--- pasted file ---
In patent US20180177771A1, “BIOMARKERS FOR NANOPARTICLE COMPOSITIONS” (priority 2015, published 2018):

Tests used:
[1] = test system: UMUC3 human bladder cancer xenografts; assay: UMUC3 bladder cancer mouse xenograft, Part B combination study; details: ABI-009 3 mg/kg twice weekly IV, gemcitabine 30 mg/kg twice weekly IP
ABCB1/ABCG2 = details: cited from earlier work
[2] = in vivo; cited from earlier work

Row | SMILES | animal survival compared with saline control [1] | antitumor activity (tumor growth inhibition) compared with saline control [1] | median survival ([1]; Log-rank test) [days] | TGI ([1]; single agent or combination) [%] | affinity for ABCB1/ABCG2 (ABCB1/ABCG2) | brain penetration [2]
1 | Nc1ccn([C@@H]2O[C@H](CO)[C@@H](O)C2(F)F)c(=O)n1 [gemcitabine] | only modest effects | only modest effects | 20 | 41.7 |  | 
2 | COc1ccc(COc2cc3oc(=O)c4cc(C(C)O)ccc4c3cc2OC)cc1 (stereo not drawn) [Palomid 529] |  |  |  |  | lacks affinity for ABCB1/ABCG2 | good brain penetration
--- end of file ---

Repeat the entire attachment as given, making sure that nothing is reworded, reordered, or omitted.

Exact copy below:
In patent US20180177771A1, “BIOMARKERS FOR NANOPARTICLE COMPOSITIONS” (priority 2015, published 2018):

Tests used:
[1] = test system: UMUC3 human bladder cancer xenografts; assay: UMUC3 bladder cancer mouse xenograft, Part B combination study; details: ABI-009 3 mg/kg twice weekly IV, gemcitabine 30 mg/kg twice weekly IP
ABCB1/ABCG2 = details: cited from earlier work
[2] = in vivo; cited from earlier work

Row | SMILES | animal survival compared with saline control [1] | antitumor activity (tumor growth inhibition) compared with saline control [1] | median survival ([1]; Log-rank test) [days] | TGI ([1]; single agent or combination) [%] | affinity for ABCB1/ABCG2 (ABCB1/ABCG2) | brain penetration [2]
1 | Nc1ccn([C@@H]2O[C@H](CO)[C@@H](O)C2(F)F)c(=O)n1 [gemcitabine] | only modest effects | only modest effects | 20 | 41.7 |  | 
2 | COc1ccc(COc2cc3oc(=O)c4cc(C(C)O)ccc4c3cc2OC)cc1 (stereo not drawn) [Palomid 529] |  |  |  |  | lacks affinity for ABCB1/ABCG2 | good brain penetration